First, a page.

Rob Refsnyder understood early on where he stood in the New York Yankees organization.
He was an extra player, someone they could call up to fill a roster spot during an injury. Someone to plump up their Triple-A roster in Scranton/Wilkes-Barre.
His true major league opportunity was unlikely to come with the Yankees, who drafted him during his junior year at Arizona in the fifth round of the 2012 draft.
So when he was traded to the Toronto Blue Jays organization for first baseman Ryan McBroom earlier this week, it was a chance for the 26-year-old to turn the page.
New colors. New team. Fresh start.
That's how Refsnyder is looking at his new opportunity with the Buffalo Bisons.
"It's my last option year so I mean that's the luxury for teams having younger players, they're able to option guys up and down," said Refsnyder who made his Bisons debut on Tuesday as the designated hitter. "There's a lot of contracts with the Yankees and a lot of players playing really well, so I was more of an insurance policy for them."
Refsnyder made his MLB debut in 2015, playing 16 games for the Yankees. Last year he split his season between Scranton and New York, but this year the organization placed him at first base -- the first time he played at the position in his five-year pro baseball career.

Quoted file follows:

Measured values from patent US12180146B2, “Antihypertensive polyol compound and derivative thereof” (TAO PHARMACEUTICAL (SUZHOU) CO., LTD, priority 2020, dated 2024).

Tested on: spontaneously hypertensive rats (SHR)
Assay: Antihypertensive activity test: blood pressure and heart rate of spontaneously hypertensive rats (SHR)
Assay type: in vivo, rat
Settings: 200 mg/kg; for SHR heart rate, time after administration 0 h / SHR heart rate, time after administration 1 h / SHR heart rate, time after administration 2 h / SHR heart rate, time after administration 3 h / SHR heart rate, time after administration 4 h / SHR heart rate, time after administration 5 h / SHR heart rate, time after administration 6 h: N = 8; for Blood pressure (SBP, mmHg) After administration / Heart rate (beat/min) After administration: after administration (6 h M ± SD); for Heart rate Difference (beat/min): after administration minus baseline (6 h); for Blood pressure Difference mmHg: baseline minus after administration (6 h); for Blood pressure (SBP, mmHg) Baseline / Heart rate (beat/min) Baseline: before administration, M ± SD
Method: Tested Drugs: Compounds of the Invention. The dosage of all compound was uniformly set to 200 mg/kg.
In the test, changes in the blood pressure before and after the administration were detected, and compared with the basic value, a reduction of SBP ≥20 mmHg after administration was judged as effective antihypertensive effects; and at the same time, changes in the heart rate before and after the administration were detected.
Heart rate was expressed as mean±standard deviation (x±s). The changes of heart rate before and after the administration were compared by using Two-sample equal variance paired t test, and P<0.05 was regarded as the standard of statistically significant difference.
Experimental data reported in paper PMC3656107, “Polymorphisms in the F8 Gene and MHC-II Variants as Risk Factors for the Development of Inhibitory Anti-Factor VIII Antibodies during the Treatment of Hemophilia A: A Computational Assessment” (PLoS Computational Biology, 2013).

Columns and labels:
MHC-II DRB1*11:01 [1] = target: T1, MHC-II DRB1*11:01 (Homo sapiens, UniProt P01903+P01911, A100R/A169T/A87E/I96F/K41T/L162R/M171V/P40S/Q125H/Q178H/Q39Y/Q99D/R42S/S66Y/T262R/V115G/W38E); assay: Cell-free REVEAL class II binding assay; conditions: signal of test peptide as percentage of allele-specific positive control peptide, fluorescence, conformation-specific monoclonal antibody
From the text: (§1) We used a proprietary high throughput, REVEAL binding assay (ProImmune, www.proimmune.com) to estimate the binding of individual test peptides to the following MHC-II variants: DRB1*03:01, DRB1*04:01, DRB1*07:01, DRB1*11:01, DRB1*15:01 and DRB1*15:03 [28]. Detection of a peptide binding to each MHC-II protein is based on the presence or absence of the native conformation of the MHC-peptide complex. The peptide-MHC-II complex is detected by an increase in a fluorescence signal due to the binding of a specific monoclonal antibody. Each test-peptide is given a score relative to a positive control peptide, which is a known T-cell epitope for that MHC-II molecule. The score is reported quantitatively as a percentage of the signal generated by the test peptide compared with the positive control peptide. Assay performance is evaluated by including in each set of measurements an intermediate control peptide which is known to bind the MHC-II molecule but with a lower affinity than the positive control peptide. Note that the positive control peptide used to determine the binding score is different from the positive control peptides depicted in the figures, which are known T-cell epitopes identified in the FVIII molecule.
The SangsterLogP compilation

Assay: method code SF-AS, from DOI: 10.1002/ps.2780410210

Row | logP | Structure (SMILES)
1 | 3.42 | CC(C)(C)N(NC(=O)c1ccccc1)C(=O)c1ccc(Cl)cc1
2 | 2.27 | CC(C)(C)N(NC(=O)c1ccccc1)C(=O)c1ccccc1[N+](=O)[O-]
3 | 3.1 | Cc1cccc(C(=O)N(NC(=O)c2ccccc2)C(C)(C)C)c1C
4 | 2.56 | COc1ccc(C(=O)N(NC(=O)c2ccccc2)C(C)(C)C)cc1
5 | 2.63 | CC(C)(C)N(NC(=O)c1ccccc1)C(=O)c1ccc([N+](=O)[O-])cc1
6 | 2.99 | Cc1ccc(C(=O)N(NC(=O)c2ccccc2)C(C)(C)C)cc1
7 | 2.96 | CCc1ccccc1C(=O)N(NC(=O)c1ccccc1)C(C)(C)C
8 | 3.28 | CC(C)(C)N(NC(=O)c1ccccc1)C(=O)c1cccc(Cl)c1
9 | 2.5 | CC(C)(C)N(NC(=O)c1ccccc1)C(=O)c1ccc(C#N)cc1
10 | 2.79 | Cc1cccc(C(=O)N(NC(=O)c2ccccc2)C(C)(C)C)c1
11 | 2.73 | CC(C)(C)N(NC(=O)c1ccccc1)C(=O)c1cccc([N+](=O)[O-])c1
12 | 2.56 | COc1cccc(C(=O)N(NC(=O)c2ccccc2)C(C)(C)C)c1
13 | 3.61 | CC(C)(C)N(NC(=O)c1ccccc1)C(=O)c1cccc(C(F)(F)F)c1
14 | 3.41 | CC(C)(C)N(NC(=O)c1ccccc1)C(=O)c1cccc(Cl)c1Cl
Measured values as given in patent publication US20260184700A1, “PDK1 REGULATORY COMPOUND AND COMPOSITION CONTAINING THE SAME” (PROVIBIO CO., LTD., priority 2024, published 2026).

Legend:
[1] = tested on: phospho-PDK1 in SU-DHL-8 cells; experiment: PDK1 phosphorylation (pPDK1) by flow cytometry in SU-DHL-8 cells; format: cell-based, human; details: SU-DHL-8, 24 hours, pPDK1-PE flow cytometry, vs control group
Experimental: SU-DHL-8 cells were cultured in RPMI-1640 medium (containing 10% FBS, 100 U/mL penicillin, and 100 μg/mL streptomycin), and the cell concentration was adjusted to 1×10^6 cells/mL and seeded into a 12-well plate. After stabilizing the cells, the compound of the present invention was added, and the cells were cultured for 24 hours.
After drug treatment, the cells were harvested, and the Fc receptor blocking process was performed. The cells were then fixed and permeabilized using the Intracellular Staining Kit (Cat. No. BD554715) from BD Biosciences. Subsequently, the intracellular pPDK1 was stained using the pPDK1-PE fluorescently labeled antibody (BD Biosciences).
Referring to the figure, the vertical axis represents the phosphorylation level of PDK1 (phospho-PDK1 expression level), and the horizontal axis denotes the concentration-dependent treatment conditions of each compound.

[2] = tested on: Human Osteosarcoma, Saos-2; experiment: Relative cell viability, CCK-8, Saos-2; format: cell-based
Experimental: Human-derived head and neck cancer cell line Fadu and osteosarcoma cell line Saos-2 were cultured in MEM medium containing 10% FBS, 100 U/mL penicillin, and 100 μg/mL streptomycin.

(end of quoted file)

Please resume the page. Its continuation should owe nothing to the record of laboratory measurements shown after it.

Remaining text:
"In my situation I knew I was an insurance policy. I mean, I had never played first base last year and they threw me at first base," Refsnyder said. "I definitely knew I was an insurance policy and if somebody got hurt I would go up and kinda just fill a bench spot for a couple days or whatever it was. Never knew what position I was going to play. So it's refreshing to come here and get a new start and I'm looking forward to it."
In Buffalo, he is expected to play second base. It's a position he's used to, although Refsnyder noted he's most comfortable wherever he gets the most game repetitions. Baseball is about reps and consistency, which has kept him at times from finding a groove.
"We're hoping to get him comfortable at second," Bisons manager Bobby Meacham said. "I want to see him just get some comfort level out there so he can relax. I always like to say to the infielders, 'when you're playing out there I want you to get comfortable so you can just worry about hitting.' That's kind of what I'm thinking -- making him feel comfortable at second, give him some time out there and then just worry about getting his hitting right."
His hitting has been good. In 38 games with Scranton he averaged .312, driving in 12 runs with 11 doubles and two home runs. He batted .135 in 20 games with the Yankees, but made only 37 plate appearances.
In his first game with the Herd, he went 1 for 3.
The numbers are one thing. But a fresh start with a new organization also gives a player like Refsnyder a chance to make a new first impression.
"People watch you and they watch and they form opinions," Meacham said. "That's what they think of you and it's hard to shake whatever that first image is, really. He's got a shot to start out fresh and get people to look at him who haven't seen him up close before."